I have no idea why they were telling this story. And I have a feeling, neither did they.
Somehow Hollywood and Broadway felt like an extension of the Hudson Theatre’s 2014 Hollywood Party a 1920s murder mystery parodying legendary film superstars, like Greta Garbo, Joan Crawford, John Gilbert and Enid Bennett in the melodramatic style of old Hollywood black and white film. This time around however, the only thing glittering were the necklaces. The story, an ode, is based on the real life account of aging actresses Tallulah Bankhead and Gloria Swanson receiving the New York Page One Award for their careers in entertainment on April 13, 1951. And while they may be friends in the public eye these ladies along with additional actress Aileen Pringle, go head to head in an all out pre-show dressing room combat for liquor, gossip, one-ups-manship and insults.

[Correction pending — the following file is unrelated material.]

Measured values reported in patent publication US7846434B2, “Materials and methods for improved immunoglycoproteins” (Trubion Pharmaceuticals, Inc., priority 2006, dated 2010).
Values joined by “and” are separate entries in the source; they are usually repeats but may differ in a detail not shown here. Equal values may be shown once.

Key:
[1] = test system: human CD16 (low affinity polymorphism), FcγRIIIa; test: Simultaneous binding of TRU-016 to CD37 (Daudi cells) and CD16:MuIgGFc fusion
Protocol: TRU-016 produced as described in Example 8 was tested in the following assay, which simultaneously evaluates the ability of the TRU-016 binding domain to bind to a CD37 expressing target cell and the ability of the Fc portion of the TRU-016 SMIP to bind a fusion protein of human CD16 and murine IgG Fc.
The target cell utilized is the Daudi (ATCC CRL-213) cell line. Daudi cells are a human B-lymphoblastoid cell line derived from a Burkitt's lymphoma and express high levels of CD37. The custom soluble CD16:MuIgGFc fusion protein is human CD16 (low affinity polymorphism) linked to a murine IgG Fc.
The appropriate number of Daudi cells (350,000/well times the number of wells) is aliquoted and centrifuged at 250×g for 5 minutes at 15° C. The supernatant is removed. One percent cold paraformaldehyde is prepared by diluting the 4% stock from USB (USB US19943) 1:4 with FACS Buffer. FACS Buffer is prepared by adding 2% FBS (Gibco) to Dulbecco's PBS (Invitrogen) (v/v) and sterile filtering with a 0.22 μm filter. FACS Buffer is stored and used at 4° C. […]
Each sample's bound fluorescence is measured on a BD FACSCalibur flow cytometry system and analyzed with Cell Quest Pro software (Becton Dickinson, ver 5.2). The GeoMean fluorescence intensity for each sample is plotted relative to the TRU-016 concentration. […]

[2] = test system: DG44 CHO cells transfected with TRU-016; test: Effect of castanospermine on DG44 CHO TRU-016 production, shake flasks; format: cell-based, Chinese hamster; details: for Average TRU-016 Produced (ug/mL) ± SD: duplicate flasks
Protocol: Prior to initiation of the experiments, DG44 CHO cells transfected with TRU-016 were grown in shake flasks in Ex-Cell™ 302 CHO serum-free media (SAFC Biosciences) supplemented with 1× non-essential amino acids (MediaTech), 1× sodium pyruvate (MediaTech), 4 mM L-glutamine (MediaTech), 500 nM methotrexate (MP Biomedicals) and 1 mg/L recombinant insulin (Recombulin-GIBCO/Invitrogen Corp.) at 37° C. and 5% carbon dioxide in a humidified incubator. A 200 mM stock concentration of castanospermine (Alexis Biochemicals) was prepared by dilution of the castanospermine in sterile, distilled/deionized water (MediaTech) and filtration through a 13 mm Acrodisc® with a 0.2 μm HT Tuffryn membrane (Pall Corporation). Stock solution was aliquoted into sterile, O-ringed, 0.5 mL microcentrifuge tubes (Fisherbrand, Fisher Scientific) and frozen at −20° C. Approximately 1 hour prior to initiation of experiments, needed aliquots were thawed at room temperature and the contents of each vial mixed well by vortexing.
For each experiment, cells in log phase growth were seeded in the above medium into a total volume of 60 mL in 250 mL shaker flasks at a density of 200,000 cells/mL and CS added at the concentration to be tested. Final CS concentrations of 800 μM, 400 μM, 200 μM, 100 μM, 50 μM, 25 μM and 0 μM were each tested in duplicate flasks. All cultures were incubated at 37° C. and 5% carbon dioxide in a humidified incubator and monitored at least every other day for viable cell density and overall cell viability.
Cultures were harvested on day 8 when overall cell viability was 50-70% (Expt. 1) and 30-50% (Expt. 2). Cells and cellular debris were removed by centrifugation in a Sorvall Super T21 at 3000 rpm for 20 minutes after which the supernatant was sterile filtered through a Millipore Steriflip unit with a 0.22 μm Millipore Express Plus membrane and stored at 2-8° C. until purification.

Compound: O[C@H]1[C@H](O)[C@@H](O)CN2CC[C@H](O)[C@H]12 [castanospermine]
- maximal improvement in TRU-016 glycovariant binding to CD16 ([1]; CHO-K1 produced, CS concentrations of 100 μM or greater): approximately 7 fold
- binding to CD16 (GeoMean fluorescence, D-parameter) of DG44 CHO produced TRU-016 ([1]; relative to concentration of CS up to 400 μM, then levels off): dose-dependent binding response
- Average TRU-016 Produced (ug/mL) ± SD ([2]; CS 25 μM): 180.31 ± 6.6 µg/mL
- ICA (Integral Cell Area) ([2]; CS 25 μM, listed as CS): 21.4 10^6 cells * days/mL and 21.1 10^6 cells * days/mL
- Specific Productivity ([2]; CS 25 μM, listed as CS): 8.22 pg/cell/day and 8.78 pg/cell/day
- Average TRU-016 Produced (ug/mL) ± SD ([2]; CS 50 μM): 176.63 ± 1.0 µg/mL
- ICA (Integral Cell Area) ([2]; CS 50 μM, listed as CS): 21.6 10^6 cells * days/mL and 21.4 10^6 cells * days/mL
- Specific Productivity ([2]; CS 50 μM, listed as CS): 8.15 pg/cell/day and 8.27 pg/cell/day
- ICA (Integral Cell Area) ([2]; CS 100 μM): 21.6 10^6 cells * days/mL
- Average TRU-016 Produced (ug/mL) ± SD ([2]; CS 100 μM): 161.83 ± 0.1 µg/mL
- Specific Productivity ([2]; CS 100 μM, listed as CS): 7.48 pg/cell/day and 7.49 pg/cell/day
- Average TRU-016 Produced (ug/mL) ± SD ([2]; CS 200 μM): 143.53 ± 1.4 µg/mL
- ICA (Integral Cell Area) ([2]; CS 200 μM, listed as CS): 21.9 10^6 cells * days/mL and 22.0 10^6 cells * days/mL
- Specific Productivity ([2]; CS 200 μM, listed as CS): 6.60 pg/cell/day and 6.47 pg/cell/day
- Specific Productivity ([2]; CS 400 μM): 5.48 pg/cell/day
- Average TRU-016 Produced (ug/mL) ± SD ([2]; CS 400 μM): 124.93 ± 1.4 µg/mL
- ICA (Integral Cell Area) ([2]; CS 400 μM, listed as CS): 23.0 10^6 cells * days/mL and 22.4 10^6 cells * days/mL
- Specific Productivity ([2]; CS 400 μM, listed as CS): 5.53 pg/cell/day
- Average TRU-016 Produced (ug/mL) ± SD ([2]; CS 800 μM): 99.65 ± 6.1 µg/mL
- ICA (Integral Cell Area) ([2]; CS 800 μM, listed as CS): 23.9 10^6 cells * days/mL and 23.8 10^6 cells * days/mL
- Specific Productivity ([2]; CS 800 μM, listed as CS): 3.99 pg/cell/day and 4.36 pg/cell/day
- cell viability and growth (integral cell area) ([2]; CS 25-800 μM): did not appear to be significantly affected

It’s almost one and a half hours too long for the pure exhibitionism on display with and added sloppy screwball jewel theft comedy, but mostly no relevant content or directional line for the audience to play with. There’s something good here but this one really needs a serious re-do and a rein-in. The show could also be cast with older, age appropriate actresses who could play up the melo-drama much more authentically. Octavio Carlin can do better.